Gigabit local area networks (LANs) are typically built upon an infrastructure that uses CAT6 cabling to connect network devices such as routers and switches. Workstations and servers that connect to the network also need CAT6 patch cables to support gigabit network speeds. A CAT6 patch cable may eventually lose the plastic tab that locks the connector into the socket and network disconnects may occur as a result. Replace CAT6 patch cable connectors with broken tabs to prevent network connectivity issues.
- Skill level:
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Things you need
- RJ45 crimper tool
- CAT6 RJ45 connectors
- Existing CAT6 patch cable with broken connector
- Wire stripping tool
- Wire cutter
Snip the damaged connector off of the CAT6 patch cable. Strip one inch of the protective covering from the same end of the patch cable. Strip 1/2-inch of insulation from each of the exposed wires in the cable.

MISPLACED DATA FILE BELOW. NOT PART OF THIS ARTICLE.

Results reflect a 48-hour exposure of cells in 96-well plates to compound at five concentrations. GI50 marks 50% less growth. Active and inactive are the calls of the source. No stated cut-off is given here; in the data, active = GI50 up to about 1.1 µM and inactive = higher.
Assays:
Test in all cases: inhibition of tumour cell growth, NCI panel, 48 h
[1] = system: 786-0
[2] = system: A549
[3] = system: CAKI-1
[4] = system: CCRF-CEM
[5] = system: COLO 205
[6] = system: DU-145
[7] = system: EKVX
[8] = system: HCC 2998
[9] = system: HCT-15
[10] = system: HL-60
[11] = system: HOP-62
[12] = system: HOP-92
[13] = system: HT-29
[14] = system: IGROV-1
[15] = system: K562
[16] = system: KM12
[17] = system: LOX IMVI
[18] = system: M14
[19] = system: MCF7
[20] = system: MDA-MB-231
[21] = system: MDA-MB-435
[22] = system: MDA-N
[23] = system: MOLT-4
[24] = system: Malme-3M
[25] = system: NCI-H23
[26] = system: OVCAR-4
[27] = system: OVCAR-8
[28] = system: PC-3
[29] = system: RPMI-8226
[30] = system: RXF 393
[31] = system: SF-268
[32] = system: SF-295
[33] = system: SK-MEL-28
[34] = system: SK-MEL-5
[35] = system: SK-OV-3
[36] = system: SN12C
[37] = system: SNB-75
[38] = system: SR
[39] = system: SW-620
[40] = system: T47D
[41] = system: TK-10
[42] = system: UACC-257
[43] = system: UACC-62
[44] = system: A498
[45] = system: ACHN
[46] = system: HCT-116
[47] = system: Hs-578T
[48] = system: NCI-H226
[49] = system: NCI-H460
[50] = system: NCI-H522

Place the exposed wires that you just stripped into a new RJ45 CAT6 connector in the following order:
Pin 1 - White/Green wire
Pin 2 - Green wire
Pin 3 - White/Orange wire
Pin 4 - Blue wire
Pin 5 - White/Blue wire
Pin 6 - Orange wire
Pin 7 - White/Brown wire
Pin 8 - Brown wire
Note that the RJ45 connector pins are counted from left to right with the plastic tab down and the pins directed away from you:
Push the wire strands at the end of the CAT6 patch cable into the new RJ45 connector. Press each wire firmly into place. The CAT6 protective sheath should be pushed slightly into the connector. Squeeze the handle of the crimping tool to secure the RJ45 pins into the wires. Your repair job is finished and your CAT6 patch cable is now ready for use.
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